Windows 10 Creators Update

Windows 10 Creators Update (Version 1703) is now available for download. It is the third major update to Windows 10 since its release in July 2015. Information regarding upgrading to Version 1703 can be found on the Microsoft website.

Creators Update brings many new features and changes to Windows 10.


Windows 10 Creators Update introduces more transparency regarding your privacy. After the upgrade, you will be prompted to change settings regarding your privacy. Each item has an explanation of what is involved if you turn a specific item on or off.

Windows Defender

Windows Defender has received a new Dashboard, the ‘Windows Defender Security Centre’. This dashboard allows you to see whether your Third-Party Antivirus & Firewall are working correctly, as well as drive performance & health report, and tools to set app & browser controls. These are all options included to help keep your Windows devices secure. Parental controls are also included on the Defender Dashboard.

Night Light

Night Light is a ‘night mode’ which allows users to adjust blue light displayed on the screen. This gives the screen an orange tinge, but limits the amount of blue light, which can affect our sleeping patterns.

Changes to Windows Updates

Occasionally Windows will prompt a user to install updates while they are using the machine. Windows has also been known to reboot while the user is working, and forcing the user to wait while the updates are installed. This can be a minor annoyance. This would cause users of older version of Windows to turn off Windows Update completely.  Windows 10 Creators Update allows users to adjust the settings for Windows Update allowing a more flexible update schedule.

Microsoft Edge

Microsoft have made changes to browser tabs including an option to hide browser tabs without closing them to make it easier to navigate tabs you have open.

Edge also introduces features to read eBooks you can purchase from the Windows Store.

More extensions are available to allow you to customize the browser as you would with Chrome or Firefox.

The address bar appears to have had a revamp, making it easier to see website address as well as selecting a URL that you may want to copy to another location.

Microsoft Paint

Microsoft Paint has been around since Windows 1.0, when it was known as Paintbrush. It has evolved over the years, allowing many a kid to create masterpieces.  With the Creators Update, a new app, Paint 3D is included. It works like paint but allows the user to create 3D masterpieces.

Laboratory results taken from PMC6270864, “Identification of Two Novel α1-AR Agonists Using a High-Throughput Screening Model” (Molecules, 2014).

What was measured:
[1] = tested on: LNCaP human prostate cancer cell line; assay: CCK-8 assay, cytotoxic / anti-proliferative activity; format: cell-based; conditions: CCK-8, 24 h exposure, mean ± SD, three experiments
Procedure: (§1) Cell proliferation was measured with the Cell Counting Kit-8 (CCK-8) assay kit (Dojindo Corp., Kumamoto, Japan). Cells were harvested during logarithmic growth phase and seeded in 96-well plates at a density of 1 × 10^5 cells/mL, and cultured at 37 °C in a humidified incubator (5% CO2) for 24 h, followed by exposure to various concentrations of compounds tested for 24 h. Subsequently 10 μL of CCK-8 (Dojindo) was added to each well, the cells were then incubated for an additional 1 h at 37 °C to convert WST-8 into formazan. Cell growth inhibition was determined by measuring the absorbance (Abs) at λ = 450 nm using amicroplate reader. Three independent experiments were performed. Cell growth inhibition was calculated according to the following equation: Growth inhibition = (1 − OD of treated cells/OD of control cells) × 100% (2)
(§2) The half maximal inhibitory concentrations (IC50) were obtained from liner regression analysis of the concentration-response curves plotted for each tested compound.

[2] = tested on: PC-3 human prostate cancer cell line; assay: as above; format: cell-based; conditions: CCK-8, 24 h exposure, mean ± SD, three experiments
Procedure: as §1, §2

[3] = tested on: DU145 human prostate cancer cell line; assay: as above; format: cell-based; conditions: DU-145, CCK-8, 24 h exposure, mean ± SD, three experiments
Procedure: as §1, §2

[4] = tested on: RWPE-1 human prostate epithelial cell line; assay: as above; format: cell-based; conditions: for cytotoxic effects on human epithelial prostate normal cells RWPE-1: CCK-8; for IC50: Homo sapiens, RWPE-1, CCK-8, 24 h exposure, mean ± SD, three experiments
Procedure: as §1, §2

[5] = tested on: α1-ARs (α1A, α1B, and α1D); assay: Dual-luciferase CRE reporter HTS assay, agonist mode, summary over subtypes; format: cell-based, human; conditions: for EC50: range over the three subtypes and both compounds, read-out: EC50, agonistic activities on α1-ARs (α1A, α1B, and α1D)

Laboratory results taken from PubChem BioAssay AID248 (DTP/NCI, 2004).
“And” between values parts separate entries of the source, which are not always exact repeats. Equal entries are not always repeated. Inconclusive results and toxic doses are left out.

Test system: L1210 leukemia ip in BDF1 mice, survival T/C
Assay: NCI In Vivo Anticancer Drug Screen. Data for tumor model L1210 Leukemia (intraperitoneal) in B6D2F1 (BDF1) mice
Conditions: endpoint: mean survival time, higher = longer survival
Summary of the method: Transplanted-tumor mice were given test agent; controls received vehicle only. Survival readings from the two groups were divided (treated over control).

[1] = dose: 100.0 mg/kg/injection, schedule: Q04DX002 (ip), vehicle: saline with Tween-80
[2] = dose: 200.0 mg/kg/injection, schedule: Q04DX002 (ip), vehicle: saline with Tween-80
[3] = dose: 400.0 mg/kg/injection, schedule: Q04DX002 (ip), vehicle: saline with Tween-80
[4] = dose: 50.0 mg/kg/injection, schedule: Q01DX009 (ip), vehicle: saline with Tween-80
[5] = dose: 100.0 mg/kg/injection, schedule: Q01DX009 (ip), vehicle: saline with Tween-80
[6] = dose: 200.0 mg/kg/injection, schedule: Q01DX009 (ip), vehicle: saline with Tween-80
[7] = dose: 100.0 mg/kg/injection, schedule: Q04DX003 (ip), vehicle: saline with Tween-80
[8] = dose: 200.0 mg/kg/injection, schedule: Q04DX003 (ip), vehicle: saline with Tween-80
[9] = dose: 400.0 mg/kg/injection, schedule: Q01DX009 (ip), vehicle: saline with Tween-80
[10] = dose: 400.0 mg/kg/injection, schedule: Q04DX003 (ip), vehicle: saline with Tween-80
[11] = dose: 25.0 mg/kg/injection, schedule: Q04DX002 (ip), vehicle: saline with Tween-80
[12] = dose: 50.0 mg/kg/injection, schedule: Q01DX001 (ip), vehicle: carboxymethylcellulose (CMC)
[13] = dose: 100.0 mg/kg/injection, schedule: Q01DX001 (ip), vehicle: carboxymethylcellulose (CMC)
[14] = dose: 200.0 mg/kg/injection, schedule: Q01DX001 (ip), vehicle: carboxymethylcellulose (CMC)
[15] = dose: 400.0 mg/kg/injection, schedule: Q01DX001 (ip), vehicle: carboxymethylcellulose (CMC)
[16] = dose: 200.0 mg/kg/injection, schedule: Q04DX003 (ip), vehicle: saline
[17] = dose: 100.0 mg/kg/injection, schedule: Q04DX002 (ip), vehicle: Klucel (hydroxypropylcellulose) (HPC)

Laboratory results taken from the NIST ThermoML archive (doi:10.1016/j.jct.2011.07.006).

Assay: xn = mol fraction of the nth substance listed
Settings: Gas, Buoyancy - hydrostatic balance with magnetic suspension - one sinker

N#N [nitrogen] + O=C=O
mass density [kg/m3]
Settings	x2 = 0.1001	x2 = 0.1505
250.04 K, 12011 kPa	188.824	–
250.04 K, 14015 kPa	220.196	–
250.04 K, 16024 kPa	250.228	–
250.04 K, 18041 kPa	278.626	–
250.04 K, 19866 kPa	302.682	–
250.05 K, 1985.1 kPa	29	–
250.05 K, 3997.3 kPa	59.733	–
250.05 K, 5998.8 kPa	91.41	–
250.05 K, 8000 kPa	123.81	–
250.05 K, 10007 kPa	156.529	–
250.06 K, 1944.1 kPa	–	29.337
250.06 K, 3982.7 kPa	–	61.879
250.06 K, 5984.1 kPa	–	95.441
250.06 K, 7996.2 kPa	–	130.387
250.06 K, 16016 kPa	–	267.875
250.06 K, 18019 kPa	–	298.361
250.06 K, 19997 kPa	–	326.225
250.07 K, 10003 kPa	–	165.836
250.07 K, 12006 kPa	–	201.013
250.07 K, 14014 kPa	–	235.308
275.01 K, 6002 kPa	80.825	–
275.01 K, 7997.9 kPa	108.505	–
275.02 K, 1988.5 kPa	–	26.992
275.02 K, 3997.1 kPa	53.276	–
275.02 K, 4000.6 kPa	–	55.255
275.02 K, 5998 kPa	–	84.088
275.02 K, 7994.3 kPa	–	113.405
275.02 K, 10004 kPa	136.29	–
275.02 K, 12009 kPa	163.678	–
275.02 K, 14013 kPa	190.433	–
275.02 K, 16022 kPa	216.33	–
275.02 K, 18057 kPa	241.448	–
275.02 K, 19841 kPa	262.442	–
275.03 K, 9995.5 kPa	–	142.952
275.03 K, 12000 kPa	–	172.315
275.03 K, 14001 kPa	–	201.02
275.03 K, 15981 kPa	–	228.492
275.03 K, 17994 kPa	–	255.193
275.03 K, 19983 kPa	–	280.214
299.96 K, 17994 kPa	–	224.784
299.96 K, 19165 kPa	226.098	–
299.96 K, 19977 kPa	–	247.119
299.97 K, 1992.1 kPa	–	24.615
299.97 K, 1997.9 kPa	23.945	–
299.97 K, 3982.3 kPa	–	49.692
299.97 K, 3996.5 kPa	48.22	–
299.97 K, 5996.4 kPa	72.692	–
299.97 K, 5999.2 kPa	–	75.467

Game Mode

Game Mode gets an upgrade, allowing users to stream games via Beam. Game streaming has become quite popular, and this feature allows a user to stream the game they are playing for friends or for a wider audience on the internet.


People are often put off updating in fear that things will break or not work as expected. Windows Insider Program release ‘Preview’ builds which allow for testing on many different platforms and does eliminate many of the problems that might affect the home user. But this doesn’t mean everything will work 100%. Often third party programs need to be updated to be 100% compatible. Many times faults are caused by older software.

New versions of Windows have security in mind and this is a very important reason to update. Updated versions of Windows also include many new features to improve your experience when using the device. Before updating ensure you have a backup of all important files. If the upgrade fails for whatever reason, a backup may be your only hope of restoring your machine to a workable state.

I look forward to hearing your feedback regarding Windows 10 Creators Update.

Windows Updates April 2017

The second Tuesday for April 2017 has arrived, meaning it’s ‘Patch Tuesday’ and time to install this months Windows Updates.

This months patch Tuesday also marks the release of ‘Creators Update’ for Windows 10. It is the third major update to Windows 10 since its release in July 2015.

It also marks the end of support for Windows Vista. Those still running Vista should consider an upgrade to a modern and secure operating system as soon as possible.

This months patches vulnerabilities in a range of Microsoft Products including: Internet Explorer, Microsoft Edge, Microsoft Windows, Microsoft Office, Visual Studio, .NET Framework, Silverlight, and also includes updates for Adobe Flash Player.

Updates should install automatically, but I recommend manually checking to ensure you stay secure. Steps to check for Windows Updates can be found below.

Installing Updates

  1. On your keyboard, hold the windows key and press R. This will display the run dialog box.
  2. Type in “control update” and press enter
  3. Click “Check for Updates”. This may take some time as Windows Update searches for the latest patches.
  4. Click on Install Updates, update will install, after which Windows will need to restart.